Annie Grey celebrates as renewables overtake fossil fuels in supplying EU's electricity.
Photo by Luo Lei
Renewable sources overtook fossil fuels to become the EU’s main source of electricity for the first time in 2020, according to a report co-published by Ember and Agora Energiewendie.
This important environmental milestone was documented as fossil fuel usage in the EU decreased by 37 percent. Subsequently, the use of wind, solar, hydropower, and biomass provided 38 percent of the continent’s electricity, up from 34.6 percent in 2019.
The Rise of Renewables
In a year that witnessed pandemic restrictions temporarily reducing energy demand across Europe, the drop in supply mostly affected expensive power from fossil fuels. Gas generation dropped only 4 percent in 2020 despite the low energy demand reported, as it remained the cheapest form of fossil generation. Most of the fall in fossil fuels was in the use of coal rather than gas. Figures show gas usage is still 14 percent higher than in 2015, as Greece, the Netherlands, and Poland saw gas generation growth.
Coal generation, however, has halved since 2015, with a further 20 percent decline reported in the last year. Half of the drop was due to a decrease in electricity demand, which fell by 4 percent following the impact of the pandemic, and half was because of additional wind and solar resources.
The utilisation of wind and solar power, the largest factors in the clean-energy switch, rose 15 and nine percent respectively. However, as electricity demand bounces back in 2021, wind and solar will need to rise at a faster rate if the recent falls in coal usage are to be sustained.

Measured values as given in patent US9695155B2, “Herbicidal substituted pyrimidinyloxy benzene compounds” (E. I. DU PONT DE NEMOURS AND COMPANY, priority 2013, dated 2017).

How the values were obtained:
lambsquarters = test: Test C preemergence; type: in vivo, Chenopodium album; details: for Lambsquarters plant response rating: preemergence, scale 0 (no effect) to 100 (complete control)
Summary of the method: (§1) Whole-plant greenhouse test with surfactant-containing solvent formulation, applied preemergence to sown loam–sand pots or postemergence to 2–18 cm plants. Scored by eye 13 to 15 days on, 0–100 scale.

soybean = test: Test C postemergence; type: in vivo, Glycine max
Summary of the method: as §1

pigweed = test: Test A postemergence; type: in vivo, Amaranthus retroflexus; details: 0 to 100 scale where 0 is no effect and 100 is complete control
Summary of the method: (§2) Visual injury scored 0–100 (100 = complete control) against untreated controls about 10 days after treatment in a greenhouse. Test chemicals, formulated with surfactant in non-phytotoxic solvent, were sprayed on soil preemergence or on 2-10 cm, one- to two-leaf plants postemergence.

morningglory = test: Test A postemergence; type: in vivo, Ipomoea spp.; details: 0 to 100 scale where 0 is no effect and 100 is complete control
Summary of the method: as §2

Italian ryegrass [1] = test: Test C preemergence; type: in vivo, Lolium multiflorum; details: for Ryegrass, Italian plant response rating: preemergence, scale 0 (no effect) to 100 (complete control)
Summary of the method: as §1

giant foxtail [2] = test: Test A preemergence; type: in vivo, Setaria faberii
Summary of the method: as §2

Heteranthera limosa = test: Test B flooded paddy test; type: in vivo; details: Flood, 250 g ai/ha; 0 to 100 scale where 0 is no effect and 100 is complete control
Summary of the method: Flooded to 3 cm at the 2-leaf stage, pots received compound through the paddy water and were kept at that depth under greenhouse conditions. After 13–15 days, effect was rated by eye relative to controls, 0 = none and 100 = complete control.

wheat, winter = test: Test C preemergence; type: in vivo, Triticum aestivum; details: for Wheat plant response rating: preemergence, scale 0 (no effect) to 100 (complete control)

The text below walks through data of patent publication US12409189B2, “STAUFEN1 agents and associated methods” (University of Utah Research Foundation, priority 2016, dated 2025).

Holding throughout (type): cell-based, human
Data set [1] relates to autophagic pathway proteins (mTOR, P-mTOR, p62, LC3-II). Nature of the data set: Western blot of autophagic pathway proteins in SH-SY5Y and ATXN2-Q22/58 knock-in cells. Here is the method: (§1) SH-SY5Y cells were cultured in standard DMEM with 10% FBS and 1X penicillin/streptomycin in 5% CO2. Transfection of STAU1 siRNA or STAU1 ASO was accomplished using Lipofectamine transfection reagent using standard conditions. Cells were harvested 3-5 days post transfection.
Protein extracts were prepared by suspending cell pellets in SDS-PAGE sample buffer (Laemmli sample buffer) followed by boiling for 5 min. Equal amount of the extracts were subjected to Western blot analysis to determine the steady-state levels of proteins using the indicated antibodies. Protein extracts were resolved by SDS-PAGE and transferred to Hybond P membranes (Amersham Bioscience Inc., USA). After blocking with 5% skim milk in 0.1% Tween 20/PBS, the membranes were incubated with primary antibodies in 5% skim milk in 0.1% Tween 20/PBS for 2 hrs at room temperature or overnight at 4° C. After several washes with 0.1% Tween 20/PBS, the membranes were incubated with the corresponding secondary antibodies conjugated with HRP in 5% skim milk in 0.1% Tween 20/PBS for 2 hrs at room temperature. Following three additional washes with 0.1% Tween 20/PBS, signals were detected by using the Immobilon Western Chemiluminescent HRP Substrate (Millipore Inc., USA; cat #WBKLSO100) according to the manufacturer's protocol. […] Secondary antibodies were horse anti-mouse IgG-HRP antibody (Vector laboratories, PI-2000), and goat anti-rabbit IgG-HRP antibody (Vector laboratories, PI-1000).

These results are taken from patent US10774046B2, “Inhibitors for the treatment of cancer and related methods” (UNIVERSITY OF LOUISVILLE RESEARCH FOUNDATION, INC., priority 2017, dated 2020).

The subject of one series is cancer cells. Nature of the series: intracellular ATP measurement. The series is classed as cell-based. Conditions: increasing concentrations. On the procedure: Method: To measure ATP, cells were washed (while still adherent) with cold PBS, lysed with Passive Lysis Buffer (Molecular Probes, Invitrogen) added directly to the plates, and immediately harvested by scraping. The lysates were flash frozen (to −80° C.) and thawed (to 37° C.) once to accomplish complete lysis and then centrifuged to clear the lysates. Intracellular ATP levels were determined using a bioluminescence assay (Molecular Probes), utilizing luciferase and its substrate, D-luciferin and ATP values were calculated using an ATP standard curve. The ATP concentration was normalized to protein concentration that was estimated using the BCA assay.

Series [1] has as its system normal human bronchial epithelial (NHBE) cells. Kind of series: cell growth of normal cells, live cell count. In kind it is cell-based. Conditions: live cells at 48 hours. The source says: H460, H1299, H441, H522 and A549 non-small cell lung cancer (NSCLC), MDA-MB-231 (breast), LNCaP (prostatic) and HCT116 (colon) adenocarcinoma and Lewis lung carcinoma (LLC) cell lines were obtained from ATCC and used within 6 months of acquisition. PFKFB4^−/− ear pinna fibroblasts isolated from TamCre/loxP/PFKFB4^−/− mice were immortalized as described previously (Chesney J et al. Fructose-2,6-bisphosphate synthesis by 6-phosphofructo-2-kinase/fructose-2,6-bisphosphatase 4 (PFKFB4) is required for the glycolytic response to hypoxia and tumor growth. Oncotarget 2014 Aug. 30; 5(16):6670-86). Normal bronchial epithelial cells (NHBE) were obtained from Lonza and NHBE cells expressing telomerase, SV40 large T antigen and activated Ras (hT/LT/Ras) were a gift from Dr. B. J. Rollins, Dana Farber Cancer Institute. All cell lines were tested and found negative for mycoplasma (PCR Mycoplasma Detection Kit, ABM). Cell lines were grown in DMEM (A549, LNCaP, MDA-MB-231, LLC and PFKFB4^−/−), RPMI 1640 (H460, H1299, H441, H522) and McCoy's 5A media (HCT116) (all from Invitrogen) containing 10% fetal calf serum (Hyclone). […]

The report suggested that wind and solar are “effectively replacing coal, rather than gas, across Europe currently”, which shows a need for increased focus on the reduction of gas usage. Nonetheless, the findings indicate that the EU’s electricity production was overall 29 percent cleaner last year than it was in 2015.
The EU’s Climate Target Plan
The EU Climate Target Plan proposes a reduction in greenhouse gas emissions to at least 55% below 1990 levels by 2030. This is a substantial increase in ambition compared to the previous target of at least 40%.
However, following the report’s findings, the energy transition is still too slow to achieve this, raising concerns as to whether the EU will be able to fulfil its 2030 target, and consequently reach carbon neutrality by 2050. Biomass growth has effectively “stalled” since 2018, according to think tanks. There hasn’t been much change in hydropower either – while generation was up from 2019, that was due to precipitation changes, rather than new installations.
The think tank, Ember, proposed that the EU will need to add 100 terawatt hours of renewable generation every year to achieve its 2030 target. Comparatively, wind and solar increased by 51 terawatt-hours (TWh) in 2020 - well-above the 38 TWh/year average of the last decade - but renewable generation will need to almost triple to reach Europe’s 2030 target, according to the report.
Reassuringly, limited impact from Covid-19 was identified on the overall trend of moving from fossil fuels to renewables, proving the rise in renewable energy to be robust despite the economic repercussions of the pandemic. In fact, findings suggested that the fall in fossil-fired electricity could have been more dramatic, had it not been for such a bounce-back in demand.
To ensure steady progress, Dr. Patrick Graichen, Director of Agora Energiewende, stressed the need for strong climate policies, stating: “The economic recovery after the pandemic must not be allowed to slow down climate protection”.
Although Europe has reached this environmental milestone, the future of green power is at a crucial tipping point. At the start of a decade in which vital climate action will be fundamentally necessary, the continuation of rapid growth in wind and solar power is of the upmost importance in ensuring Europe gets on course to meet its 2030 Climate Targets.
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